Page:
The San Francisco Neighborhood Theater Foundation, a not-for-profit organization dedicated to preserving neighborhood theaters, owns the properties that house the Balboa and the Vogue theaters. In 2011, after the existing operator of the theaters, Gary Meyer, stepped down, the foundation put out a call for a new operator. Bergeron and Holker were intrigued, and after negotiating a substantially reduced lease, the pair assumed operations of the two historic theaters.
Similarly, upon learning the 4 Star might fall into the hands of a wealthy San Franciscan, who wanted to use the theater for his personal band practice space, an anonymous local resident and CinemaSF patron stepped up, purchasing the 4 Star to help preserve the theater. The owner now leases the theater to CinemaSF at a much more sustainable rate than the open market would have dictated.
Holker explained that landlords who aren’t purely beholden to profit are essential to many of San Francisco’s beloved local businesses. “It always helps if your rent is not based on a percentage of profit margin,” she said, adding: “We’re not a huge corporation, and so it definitely helps.”
Still, even reasonable rents never guaranteed CinemaSF’s survival. In the early months of the pandemic, Bergeron feared their theaters would fold. “During the pandemic, there was every chance that the Balboa and the Vogue were going to go down. In a lot of ways, it was more likely than not. The will of the neighborhood kept it all alive.”
Creative programming, like a joint drive-in with The Roxie, provided opportunities for loyal supporters to purchase merchandise, beer and popcorn, which helped the theaters weather the toughest months of Covid-related shutdowns.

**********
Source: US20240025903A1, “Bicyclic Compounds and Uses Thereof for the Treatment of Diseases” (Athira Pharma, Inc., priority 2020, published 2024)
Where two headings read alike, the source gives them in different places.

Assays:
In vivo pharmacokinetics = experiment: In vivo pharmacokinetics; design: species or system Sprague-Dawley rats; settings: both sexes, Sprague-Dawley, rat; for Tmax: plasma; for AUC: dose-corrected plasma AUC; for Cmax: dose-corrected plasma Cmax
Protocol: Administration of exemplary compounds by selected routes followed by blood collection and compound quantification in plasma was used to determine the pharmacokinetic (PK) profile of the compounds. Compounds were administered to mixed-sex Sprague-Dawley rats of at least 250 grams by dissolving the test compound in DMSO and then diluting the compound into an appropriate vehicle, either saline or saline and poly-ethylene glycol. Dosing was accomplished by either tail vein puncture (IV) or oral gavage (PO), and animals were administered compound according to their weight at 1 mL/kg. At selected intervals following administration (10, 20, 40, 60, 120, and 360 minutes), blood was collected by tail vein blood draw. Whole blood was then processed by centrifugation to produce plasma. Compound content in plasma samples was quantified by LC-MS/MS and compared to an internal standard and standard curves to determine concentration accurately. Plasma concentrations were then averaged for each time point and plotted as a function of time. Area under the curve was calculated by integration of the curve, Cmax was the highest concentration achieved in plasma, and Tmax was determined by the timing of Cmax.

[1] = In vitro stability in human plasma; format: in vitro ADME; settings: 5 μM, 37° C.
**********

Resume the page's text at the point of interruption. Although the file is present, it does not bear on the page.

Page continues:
Now, as the 4 Star prepares to reopen in mid-August, Bergeron and Holker are overseeing renovations to make the 4 Star even more resilient than their previous theaters. The smaller of the 4 Star’s two screens will be converted into an art gallery. The concession stand in the lobby will become a fully functioning cafe. And staff will continue to dictate the programming based on their tastes and feedback from the local neighborhood.
Residents of the Clement corridor where the 4 Star is located are looking forward to the 4 Star’s reopening. Vivian Nguyen, Food Manager of Thanh Thanh Cafe, said that the reopening will increase foot traffic by bringing more entertainment to the neighborhood. “It’s a historic building. I’m glad it’s not turning into something else,” Nguyen said. “It represents the city.”
Devilliers Alison, who was born and raised in The Richmond, agreed. “It’s one of the few places I can look back on and go: It’s still here. Not some crazy boutique. Not high-rise apartments. It’s nostalgia. A piece of old San Francisco.”
Correction: This article has been updated to reflect that Another Planet Entertainment did not purchase the Castro Theatre.